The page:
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Conflict in Yemen: a living hell for children.

Yemen is one of the worst places in the world to be a child. UNICEF supporters are helping children survive.

Yemen is one of the worst places in the world to be a child.

Relentless conflict has desolated the country, leaving 11 million children (80% of all kids in Yemen) in need of humanitarian aid. 

The suffering is unimaginable. Children face violence, hunger, displacement and disease. And every one of these challenges gets worse with each day the war continues.

UNICEF are especially concerned about the port city of Hudaydah.

Hudaydah Port is a critical entry point for aid, fuel and commercial goods into Yemen and intensifying conflict is putting this vital lifeline for children in danger. The toll in lives could be catastrophic if the port is damaged, destroyed or blocked.

On 30th June 2018 in Yemen, a ship berths in the Hudaydah port with emergency humanitarian supplies sent by UNICEF.
UNICEF is working around the clock to address the needs of children and families in Yemen, but the scale of the situation is enormous.

It’s estimated that 16 million people in Yemen no longer have access to safe water, sanitation or hygiene services. This presents a major risk for epidemics of cholera and other waterborne diseases.

Nearly 400,000 children are severely acutely malnourished and at extreme risk of losing their lives.  And more than half of all health facilities in Yemen are no longer functioning.

Hospitals and health centres have either been destroyed, lost staff or have no budget. While most health workers at remaining centres have not been paid for over 2 years.

UNICEF will not give up on vulnerable children. We will remain on the ground in Yemen, protecting and saving children for as long as it takes.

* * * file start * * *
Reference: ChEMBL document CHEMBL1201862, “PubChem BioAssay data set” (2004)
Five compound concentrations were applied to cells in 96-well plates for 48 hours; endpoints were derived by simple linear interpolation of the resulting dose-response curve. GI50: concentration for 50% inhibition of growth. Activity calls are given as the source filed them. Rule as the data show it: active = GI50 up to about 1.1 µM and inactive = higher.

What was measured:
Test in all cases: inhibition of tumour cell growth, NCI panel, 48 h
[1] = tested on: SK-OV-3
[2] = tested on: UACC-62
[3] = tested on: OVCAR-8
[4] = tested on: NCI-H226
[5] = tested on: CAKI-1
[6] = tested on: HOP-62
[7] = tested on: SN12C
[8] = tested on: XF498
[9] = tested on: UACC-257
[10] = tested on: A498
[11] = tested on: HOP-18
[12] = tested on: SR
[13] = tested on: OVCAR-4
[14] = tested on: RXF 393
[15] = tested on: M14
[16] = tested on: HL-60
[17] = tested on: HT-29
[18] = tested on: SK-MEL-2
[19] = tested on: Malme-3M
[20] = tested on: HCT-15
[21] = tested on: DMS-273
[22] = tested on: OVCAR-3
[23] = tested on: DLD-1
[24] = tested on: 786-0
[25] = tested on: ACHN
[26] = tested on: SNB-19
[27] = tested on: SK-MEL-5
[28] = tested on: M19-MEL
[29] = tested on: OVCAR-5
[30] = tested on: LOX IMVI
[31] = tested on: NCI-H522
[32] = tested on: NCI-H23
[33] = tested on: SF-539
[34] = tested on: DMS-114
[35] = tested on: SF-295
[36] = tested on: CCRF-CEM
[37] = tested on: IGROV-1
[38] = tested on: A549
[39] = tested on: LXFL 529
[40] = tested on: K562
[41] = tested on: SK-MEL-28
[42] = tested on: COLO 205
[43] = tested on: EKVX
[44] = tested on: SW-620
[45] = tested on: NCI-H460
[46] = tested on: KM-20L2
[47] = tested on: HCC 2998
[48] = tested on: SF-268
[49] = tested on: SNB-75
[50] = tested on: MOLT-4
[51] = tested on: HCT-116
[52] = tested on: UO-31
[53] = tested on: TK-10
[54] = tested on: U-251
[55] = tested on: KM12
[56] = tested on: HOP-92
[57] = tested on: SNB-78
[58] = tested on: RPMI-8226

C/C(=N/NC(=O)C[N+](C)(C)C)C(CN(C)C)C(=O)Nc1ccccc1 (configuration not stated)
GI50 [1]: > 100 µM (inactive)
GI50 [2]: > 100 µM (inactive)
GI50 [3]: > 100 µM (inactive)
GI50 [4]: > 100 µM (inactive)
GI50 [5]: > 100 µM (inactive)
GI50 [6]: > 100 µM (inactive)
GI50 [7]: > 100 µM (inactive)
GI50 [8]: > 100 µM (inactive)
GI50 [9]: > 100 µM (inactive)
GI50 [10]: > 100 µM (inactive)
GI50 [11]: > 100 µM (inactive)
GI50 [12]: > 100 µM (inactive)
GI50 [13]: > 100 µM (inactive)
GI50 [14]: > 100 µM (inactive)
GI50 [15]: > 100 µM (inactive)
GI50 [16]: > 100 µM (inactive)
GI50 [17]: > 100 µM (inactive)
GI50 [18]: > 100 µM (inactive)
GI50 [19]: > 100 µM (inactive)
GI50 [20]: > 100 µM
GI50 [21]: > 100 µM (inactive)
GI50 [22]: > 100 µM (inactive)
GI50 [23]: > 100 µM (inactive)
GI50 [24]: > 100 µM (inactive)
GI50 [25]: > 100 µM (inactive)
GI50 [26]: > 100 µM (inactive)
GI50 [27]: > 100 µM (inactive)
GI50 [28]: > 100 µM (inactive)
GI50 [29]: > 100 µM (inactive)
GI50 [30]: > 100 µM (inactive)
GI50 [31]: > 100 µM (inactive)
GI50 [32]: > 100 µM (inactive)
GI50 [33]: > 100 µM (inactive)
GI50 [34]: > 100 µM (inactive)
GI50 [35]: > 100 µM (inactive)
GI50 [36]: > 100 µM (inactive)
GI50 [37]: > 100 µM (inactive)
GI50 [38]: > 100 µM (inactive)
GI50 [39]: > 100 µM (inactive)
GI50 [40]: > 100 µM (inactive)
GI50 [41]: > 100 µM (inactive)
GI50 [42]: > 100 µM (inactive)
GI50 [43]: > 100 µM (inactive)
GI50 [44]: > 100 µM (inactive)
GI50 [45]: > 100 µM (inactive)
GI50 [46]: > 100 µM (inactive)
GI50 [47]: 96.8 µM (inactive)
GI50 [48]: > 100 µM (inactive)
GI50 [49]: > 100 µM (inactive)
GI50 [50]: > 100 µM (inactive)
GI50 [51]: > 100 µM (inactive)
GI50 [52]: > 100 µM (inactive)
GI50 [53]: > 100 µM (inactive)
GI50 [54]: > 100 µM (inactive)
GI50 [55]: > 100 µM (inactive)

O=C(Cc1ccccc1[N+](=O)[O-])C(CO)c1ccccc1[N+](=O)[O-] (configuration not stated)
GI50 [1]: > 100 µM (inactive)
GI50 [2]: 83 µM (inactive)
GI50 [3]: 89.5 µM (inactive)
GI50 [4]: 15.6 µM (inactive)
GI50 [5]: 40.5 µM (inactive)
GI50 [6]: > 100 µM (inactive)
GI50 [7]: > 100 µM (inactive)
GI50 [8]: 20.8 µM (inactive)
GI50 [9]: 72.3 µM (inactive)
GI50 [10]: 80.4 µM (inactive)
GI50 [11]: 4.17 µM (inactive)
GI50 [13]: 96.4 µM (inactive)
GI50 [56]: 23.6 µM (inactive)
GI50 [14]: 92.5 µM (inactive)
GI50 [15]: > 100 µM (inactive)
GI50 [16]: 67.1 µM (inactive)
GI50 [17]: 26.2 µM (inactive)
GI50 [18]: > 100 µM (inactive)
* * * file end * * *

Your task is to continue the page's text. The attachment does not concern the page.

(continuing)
Yahya Hamoud Ali Al Huzef, (9 months) is suffering from malnutrition in the outskirts of the capital Sanaa on 30th October, 2018.

Here’s how UNICEF helped Yemen’s children in 2018:
Over 42,000 children were provided with basic learning supplies and an estimated 164,000 children accessed education with UNICEF support. We’re also helping retain teachers who’ve not received any salary in months, by paying them incentives to ensure children can continue their already disrupted education.
More than 997,000 children under the age of 5received primary healthcare, and nearly 4.2 million were vaccinated against the deadly effects of polio. Also, a six-day cholera vaccination campaign was carried out during so called ‘Days of Tranquility’, a cease-fire period negotiated by UNICEF with warring parties –more than 306,000 people were reached during this pause in fighting.
Over 170,000 children with severe acute malnutrition were treated. We’ve also been able to stabilise levels of acute malnutrition across the country, which considering the scale of the crisis is a huge achievement. This shows how with time and the right investment, we can change the situation for children in Yemen.
Water, Sanitation and Hygiene:
Nearly 5 million people received access to safe drinking water. Additionally, over 5.5 million people living in high-risk cholera areas had access to household level water treatment and disinfection.
Child Protection:
More than 565,000 children and caregivers in conflict-affected areas received emotional and psychological support to help them overcome the trauma of war, while almost 1.2 million children and community members were reached with life-saving mine risk education.


We can change the situation for children in Yemen. But to do that, we need your support.

Please stand with us and help Yemen’s children survive. Donate now.